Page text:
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Football season isn’t over yet for Tampanians

by Ben Jansen

In the last 15 years, the Super Bowl has meant that football season is over until August, and there would be no real games for hundreds of days. But this year, Super Bowl LIV is the last professional football game until… Feb. 8? It has been two years since Vince McMahon, the billionaire CEO known for his TV villain persona, announced he would reincarnate his defunct football venture, the Extreme Football League (XFL). The league is set to make its debut this Saturday, Feb. 8. 

The XFL is a league made up of eight teams, with roster sizes comparable to the National Football League (NFL) rosters. However, this is where the similarities stop. The XFL has made plenty of news with their league’s new rule changes that make the game more “Xtreme.” These rule changes are not like the league in 2001, which was known for having a gimmick of hard hitting violence such as Jeff Brohm, former NFL players and Purdue University football coach, stating in an interview that he wanted to play through his concussion, or the iconic “He Hate Me jersey”. These current rule changes make the game more interesting, with less boring plays throughout the game.

The rule changes range from new kickoff and punt formations, extra points being scrimmage plays with bonus points for certain distances, overtimes that resemble soccer and hockey penalty shootouts, a running clock with stoppages only in the final two minutes of the half, and two timeouts per half instead of three. However, McMahon wants there to be no mistakes made, despite all these strange changes, “one thing we are not is a developmental league for the NFL,” the league’s founder said on his telecast announcing he was rebooting the organization.

Despite the average player in the league making around $55,000 dollars a season, the league does not expect its players to finish one season and then leave for greener pastures. The players themselves are certainly no scrubs either, as the league boasts many players with NFL talent and experience. Players like quarterback, Cardale Jones, who led Ohio State to a College Football Playoff Championship, and quarterback, Connor Cook, who has an NFL playoff start to his name, among other players with NFL games and starts.

One player who doesn’t have much NFL experience but could burst onto the scene in the XFL is former University of South Florida running back, Quinton Flowers. Flowers returns to Raymond James Stadium for the season, as he was drafted by the local Tampa Bay Vipers, who share the same stadium with South Florida and the Buccaneers. Flowers is ready to return to the area where he was the 2016 American Athletic Conference (AAC) player of the year, with hopes to be just as exciting as he was then.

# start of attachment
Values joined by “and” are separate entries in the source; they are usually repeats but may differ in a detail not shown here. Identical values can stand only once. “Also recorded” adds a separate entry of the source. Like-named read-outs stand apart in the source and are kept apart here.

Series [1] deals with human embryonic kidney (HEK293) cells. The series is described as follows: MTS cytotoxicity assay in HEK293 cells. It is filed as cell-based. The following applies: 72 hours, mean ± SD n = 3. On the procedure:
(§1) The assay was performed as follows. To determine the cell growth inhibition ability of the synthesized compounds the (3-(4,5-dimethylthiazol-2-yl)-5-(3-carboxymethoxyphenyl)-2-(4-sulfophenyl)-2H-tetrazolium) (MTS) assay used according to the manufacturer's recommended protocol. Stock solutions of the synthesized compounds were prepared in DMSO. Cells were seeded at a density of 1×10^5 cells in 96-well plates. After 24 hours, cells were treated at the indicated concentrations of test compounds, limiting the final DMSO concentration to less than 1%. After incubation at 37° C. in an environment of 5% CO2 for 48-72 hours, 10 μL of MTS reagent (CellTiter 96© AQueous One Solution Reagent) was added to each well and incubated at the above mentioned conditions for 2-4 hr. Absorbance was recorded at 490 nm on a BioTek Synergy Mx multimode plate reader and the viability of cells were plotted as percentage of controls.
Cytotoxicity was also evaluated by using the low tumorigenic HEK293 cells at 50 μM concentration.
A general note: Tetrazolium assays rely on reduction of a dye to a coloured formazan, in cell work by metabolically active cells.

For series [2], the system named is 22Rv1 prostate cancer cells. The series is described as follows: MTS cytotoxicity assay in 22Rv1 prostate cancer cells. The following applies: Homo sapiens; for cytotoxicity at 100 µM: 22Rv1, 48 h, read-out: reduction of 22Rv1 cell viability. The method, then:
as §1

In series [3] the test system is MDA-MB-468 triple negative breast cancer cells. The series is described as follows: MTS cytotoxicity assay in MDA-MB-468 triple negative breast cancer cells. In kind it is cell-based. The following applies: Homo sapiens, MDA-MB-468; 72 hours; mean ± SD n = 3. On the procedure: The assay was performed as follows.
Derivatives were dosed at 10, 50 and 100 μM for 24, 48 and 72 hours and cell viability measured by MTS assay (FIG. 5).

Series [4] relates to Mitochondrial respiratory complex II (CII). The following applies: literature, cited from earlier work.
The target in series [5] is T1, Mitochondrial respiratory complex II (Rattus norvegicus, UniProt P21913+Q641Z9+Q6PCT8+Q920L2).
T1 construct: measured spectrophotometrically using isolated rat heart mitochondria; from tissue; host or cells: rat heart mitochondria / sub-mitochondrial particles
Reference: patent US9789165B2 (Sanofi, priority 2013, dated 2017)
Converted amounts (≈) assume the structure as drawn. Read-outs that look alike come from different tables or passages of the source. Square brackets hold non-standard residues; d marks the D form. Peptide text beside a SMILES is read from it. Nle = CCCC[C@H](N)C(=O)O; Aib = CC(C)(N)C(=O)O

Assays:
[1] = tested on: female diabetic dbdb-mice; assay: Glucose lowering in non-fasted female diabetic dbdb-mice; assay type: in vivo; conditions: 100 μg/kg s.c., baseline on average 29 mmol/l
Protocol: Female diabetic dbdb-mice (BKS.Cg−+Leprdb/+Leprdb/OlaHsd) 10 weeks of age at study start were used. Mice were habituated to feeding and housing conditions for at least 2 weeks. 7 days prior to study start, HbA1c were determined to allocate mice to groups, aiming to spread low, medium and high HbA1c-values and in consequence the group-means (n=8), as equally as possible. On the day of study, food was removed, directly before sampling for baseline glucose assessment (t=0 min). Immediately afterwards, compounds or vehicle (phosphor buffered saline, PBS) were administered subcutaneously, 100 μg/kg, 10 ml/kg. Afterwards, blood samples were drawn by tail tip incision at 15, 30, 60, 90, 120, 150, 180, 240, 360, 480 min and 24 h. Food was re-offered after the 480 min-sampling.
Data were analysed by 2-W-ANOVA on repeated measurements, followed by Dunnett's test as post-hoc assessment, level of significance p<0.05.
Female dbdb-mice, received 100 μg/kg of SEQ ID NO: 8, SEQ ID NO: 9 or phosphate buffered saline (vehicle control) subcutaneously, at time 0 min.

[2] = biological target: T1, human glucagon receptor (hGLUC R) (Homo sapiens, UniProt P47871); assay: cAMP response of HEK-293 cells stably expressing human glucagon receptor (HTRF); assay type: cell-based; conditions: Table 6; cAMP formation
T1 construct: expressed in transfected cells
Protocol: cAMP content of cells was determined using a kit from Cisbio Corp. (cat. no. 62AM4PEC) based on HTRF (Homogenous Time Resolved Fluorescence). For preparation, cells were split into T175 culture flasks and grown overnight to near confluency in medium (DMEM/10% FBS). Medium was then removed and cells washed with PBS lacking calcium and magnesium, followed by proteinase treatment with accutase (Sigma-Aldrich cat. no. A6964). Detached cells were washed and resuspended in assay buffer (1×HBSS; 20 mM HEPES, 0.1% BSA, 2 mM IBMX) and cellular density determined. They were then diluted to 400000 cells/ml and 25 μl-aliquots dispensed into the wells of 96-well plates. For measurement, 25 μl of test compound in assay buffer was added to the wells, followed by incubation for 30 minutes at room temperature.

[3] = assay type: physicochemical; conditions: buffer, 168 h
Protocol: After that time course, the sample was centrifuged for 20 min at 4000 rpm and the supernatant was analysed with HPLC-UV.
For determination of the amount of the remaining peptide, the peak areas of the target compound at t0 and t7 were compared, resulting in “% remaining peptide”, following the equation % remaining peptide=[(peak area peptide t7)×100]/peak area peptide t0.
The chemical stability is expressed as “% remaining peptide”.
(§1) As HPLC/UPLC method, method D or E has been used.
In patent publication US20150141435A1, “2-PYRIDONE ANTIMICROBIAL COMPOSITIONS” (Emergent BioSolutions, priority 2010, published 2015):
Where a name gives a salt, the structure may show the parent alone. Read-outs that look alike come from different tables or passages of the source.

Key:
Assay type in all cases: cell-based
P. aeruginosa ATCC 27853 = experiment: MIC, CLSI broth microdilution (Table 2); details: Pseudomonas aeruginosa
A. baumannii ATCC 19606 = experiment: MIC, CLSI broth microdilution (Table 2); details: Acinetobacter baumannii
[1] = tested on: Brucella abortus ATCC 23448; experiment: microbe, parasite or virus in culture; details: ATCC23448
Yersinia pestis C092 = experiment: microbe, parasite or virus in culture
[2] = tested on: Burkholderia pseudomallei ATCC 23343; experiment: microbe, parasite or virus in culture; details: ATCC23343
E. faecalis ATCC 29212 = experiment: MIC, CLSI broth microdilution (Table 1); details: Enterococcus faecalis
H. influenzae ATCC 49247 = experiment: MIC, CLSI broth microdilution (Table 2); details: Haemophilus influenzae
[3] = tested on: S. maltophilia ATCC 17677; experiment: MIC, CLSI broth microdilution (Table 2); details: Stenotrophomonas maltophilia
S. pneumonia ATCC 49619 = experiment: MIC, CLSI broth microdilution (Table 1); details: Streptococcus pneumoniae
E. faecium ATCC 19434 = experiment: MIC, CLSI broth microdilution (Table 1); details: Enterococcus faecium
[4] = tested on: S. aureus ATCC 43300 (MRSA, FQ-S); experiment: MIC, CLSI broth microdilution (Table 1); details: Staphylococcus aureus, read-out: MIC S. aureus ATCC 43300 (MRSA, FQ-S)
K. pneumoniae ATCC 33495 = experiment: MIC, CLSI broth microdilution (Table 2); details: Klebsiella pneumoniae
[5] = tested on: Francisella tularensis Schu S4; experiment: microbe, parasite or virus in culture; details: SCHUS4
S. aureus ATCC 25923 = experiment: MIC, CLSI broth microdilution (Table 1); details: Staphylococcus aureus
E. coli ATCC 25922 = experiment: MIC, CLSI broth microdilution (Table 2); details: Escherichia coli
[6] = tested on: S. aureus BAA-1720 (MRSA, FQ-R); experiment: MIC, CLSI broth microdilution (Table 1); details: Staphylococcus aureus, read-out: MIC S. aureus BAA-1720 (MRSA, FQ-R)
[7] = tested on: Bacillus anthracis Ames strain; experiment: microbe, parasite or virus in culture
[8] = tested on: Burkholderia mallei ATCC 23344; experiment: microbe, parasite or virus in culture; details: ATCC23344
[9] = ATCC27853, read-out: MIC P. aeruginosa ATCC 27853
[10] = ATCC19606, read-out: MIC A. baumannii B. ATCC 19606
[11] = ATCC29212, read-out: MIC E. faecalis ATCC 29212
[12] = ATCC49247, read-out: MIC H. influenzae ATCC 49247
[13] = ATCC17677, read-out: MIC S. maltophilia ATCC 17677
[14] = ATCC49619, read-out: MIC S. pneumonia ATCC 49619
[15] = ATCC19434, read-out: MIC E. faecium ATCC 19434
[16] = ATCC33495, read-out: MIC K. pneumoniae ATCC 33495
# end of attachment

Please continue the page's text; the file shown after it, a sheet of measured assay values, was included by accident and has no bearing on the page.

“I’d like to just give the fans something to talk about, give Tampa something to talk about, and just have fun,” Flowers told reporters after a practice on Tuesday, Jan 28.

The Vipers make their home debut on Saturday, Feb 22 at Raymond James Stadium with tickets as low as $20. With ticket prices this low, it may seem like the XFL is bound to fail as it once did. However this time the XFL has a major Television deal, with every game televising on the ESPN or Fox networks, just like the NFL. This deal is why many people believe the league can have success. 

“I think it will do okay. I don’t see it flourishing but it will probably stay afloat,” said University of Tampa sophomore sport management major, Mike Pascento. 

If you watched ESPN’s 30 for 30 “This was the XFL”, this league will not look similar to what you expect. It will be more PG than the rated R it once was, and it will be quality football. Not everyone will be a massive fan, but it will be enough to hold us over for a handful of weeks after the Super Bowl.

Ben Jansen can be reached at benjamin.jansen@spartans.ut.edu

 

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